In late February, the kingdom’s government issued final regulations on real estate financing, leasing and supervision of financial companies as part of a planned mortgage law, which should help rectify a significant housing shortage in Saudi.
“Taiba is an excellent company in terms of valuations and growth but there is no fundamental reason behind this move,” says Mohammad Omran, a Riyadh-based independent financial analyst. “People are speculating on the mortgage law, which presents a short-term opportunity.”
Omran said that while the application of the law will be gradual, other sectors such as banks and cements should also benefit.
Bottom-line impact from the long-awaited mortgage law could take months, analysts say.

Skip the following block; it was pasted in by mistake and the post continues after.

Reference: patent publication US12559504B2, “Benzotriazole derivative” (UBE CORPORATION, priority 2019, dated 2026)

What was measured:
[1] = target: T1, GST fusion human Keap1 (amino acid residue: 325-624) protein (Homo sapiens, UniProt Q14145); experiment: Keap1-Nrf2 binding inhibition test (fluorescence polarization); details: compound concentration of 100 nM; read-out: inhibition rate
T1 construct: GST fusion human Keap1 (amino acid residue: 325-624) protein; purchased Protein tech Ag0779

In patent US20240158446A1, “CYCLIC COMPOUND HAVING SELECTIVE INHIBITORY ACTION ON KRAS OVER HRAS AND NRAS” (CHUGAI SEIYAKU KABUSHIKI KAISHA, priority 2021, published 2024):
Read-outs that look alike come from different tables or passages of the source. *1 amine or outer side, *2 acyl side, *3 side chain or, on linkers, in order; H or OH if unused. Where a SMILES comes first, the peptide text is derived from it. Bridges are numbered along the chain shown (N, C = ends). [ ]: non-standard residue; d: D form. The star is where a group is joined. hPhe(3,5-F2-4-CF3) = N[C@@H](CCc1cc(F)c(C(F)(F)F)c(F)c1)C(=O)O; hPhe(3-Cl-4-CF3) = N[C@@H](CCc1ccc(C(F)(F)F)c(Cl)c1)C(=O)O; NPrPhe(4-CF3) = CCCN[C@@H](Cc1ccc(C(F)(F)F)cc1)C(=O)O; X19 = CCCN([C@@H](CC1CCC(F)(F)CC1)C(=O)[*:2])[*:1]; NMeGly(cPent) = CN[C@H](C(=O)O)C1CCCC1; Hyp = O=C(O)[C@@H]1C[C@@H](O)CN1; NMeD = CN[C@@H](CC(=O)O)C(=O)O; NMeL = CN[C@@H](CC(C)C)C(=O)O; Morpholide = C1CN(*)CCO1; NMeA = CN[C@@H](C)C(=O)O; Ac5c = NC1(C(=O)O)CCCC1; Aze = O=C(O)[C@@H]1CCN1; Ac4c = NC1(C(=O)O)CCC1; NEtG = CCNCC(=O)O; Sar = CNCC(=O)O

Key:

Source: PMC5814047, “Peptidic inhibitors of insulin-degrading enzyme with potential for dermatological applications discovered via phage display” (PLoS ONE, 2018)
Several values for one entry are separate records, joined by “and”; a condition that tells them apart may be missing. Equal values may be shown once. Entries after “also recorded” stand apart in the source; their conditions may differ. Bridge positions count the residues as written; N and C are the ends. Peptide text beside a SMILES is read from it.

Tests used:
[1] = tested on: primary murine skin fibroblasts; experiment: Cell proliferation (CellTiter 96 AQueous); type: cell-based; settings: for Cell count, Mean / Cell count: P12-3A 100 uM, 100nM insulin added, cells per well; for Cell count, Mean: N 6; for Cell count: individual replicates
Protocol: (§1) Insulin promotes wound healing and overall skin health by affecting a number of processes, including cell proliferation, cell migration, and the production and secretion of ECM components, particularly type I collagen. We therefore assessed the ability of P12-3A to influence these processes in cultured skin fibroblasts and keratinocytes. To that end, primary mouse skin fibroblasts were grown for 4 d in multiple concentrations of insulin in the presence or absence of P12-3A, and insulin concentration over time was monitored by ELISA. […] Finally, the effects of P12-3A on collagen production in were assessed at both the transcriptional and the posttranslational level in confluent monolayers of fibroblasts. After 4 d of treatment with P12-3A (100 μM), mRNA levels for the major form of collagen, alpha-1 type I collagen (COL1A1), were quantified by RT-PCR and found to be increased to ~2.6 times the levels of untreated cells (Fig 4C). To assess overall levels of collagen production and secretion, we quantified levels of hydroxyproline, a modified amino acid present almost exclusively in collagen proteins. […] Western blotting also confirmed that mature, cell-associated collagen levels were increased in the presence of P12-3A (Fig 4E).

The real estate sector index rises 1.5 percent to its highest level since May 2012, outperforming the main benchmark, which gains 0.5 percent to 7,129 points.
Elsewhere, UAE markets end lower in muted trade as investors await first-quarter results. Dubai’s measure slips 0.6 percent to 1,898 points and Abu Dhabi’s index eases 0.06 percent to finish at 2,993 points.
Qatar’s bourse ends 0.3 percent lower at 8,579 points. The index has traded within a 65-point range for the last week, signalling a lack of momentum.